So I went to Northern Ireland in the company of other American theology students, Catholic and Protestant. That we were together, and less threatening to people there because we came from outside their conflict, made it easier to meet people from all parts of both communities, including the armed militant groups of both sides as well as clergy, politicians and neighborhood people. I made a supposition about the militants, Republican and Loyalist, those who were classified as the “men of violence,” or terrorists, that I was not dealing here with psychopaths, but with peo­ple who had put their own lives at risk out of service to their own communities. I could disagree with their judgment that they had no other option than violence, but I had to treat them with respect.

The most basic lesson I learned was this: in order to be friend of one side in a conflict one need not become enemy to the other, but can be the partisan of peace, a peace that will not cover over the wrongs either side has suffered. For the outsider to become the partisan of one side only in such a conflict is to become excess baggage. There are plenty of partisans there already, and it is not the outsider’s conflict. I found, in every meeting with the Loyalist leadership, that the conversation began with their admission that they had done terrible things and wanted to find another course. With the IRA it was different. They saw themselves as soldiers and wanted to be assured that they were fighting a just war. I could never concede this to them until, by the time of their cease-fires, so many years later, they had committed themselves to building an Ireland in which the Protestants, too, could live and be themselves.


My first intuition with the militants of Northern Ireland eventually proved itself, that the very move­ments and organizations most involved in the conflict were themselves the ones that took the major initia­tives toward peace. I had the experience, for some six weeks during the prison hunger strike in 1981, of mediating between the IRA’s Army Council and Britain’s Northern Ireland Office. Part of my recom­mendation at that time was that it be made possible for the prisoners to use the prison as a place to plan the peace. In later years, I spent much time in Maze Prison’s H-Blocks, conversing with prisoners from both sides in sessions that we dignified with the name of “seminars,” about a future of peace.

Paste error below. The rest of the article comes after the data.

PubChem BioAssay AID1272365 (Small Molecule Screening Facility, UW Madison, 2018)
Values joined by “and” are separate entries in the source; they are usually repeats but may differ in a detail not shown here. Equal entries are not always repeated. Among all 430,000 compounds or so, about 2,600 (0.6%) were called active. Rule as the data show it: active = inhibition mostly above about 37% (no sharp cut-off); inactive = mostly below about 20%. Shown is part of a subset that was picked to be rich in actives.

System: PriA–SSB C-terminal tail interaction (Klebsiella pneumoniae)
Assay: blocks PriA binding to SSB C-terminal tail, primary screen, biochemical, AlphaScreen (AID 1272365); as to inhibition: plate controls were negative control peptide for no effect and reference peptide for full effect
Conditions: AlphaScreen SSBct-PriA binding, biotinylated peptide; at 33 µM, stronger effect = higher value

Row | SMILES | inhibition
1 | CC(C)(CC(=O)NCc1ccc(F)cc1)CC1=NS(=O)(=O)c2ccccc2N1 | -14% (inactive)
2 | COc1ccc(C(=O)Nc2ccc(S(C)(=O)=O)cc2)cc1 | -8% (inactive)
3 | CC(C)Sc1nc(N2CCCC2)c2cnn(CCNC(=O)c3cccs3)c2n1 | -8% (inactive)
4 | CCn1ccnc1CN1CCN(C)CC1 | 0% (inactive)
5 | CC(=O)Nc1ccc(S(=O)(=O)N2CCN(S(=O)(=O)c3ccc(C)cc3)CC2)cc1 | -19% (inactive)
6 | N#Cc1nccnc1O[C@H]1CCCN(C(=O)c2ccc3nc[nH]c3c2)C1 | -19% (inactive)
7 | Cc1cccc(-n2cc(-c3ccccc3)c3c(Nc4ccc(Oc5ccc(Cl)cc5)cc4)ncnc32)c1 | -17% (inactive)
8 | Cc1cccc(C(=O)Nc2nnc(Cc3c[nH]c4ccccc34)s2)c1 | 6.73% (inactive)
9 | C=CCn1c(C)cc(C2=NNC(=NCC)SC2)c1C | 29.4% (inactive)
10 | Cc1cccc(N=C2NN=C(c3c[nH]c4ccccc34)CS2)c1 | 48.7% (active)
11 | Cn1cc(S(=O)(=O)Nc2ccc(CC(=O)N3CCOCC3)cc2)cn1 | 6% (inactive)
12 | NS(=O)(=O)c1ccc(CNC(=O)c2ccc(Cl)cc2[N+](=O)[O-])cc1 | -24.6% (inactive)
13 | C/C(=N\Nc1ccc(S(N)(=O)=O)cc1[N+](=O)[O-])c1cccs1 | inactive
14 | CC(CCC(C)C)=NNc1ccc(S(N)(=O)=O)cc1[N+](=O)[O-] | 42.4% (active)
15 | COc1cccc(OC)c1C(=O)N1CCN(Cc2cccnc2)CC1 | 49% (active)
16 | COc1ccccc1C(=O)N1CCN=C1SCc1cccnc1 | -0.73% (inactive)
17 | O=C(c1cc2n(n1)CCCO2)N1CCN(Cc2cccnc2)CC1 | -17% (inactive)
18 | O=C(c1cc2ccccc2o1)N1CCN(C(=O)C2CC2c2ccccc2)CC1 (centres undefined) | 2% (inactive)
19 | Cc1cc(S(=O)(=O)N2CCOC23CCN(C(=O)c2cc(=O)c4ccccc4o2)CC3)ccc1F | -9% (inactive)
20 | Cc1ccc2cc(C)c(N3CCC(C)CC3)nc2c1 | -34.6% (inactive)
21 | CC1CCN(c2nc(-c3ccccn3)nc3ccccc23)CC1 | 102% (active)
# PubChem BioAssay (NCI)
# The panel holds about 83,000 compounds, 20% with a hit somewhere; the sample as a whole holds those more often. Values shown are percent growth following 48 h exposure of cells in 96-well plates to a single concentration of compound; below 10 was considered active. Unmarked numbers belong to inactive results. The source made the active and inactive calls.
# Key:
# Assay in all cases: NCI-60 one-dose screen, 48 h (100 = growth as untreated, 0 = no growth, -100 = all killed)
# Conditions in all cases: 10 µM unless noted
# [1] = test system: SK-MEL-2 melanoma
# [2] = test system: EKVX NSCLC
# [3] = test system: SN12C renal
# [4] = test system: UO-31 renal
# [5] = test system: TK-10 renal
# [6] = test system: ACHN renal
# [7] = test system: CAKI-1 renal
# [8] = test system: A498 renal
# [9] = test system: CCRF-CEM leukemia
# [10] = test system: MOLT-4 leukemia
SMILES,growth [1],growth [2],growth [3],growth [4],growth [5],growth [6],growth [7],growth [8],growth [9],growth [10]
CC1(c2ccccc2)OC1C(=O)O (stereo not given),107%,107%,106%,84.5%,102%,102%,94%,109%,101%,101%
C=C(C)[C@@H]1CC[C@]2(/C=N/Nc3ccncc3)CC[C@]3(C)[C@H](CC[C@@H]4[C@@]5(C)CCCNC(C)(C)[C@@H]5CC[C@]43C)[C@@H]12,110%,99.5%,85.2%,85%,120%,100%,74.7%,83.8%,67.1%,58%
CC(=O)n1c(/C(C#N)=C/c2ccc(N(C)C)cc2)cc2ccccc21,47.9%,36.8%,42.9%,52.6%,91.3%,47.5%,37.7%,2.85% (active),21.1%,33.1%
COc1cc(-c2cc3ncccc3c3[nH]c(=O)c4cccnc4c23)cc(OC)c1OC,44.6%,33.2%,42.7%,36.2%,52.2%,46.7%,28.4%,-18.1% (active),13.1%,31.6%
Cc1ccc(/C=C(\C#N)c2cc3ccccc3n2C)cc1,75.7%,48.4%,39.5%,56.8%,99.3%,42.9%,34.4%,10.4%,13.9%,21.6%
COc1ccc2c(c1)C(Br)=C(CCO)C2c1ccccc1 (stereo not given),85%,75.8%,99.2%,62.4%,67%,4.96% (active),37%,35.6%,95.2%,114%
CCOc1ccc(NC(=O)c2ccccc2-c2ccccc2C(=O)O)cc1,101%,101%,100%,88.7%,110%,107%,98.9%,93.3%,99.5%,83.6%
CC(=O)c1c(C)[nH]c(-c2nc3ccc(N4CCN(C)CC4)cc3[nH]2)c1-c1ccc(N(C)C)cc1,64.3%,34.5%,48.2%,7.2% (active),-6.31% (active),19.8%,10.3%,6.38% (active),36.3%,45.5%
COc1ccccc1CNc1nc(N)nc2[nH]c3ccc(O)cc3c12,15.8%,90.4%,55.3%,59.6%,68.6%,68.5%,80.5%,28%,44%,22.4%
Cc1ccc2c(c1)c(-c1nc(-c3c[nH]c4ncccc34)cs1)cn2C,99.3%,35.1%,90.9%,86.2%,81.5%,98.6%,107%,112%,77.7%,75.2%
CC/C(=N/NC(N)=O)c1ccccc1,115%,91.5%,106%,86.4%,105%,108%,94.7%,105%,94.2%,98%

Decisions had to be made, of course, by the lead­ership of each organization outside the prison, but the thinking was done there in the cell-blocks. People on either side came to the recognition that neither would ever have a satisfactory life in Ireland unless they learned to accommodate the other side. Accommodation sounds a very meager form of reconciliation, but it had vital importance. The mantra of my own conversations in the prison was that each side needed to become the guarantors of one another’s difference. It is from such thoughts as these that there came the cease-fires of 1994 and the process of negotiation that led, at long last, to the functioning power-sharing government we see today. I attribute the long delay to the fact that those who regarded themselves as the righteous, who had never taken to the gun, were so slow to learn that the name of the game was now accommodation; instead they continued looking for victory over the other side.

One would expect the churches to have been a fac­tor in all this. In Ireland, the various churches were rather disappointing, and the protagonists, those who were engaged in creating the peace in their organiza­tions and in the prison, had in many cases become thoroughly disillusioned with church. But it was their ingrained disposition of readiness to respect the digni­ty of the other, a most profound residue of their faith, that ultimately guided them past their apprehensions and enmity to that goal of accommodation.


If churches and their leadership had often seemed to have little more to say about the conflict than “Don’t blame us,” there were outstanding clerical figures, unfailingly critical but always respectful, who offered genuinely helpful advice and guidance to the militant groups. None was more important than Father Alex Reid of the Clonard Monastery off Belfast’s Falls Road, who gained the respect of the IRA and its leadership and became critically important to its planning of the peace.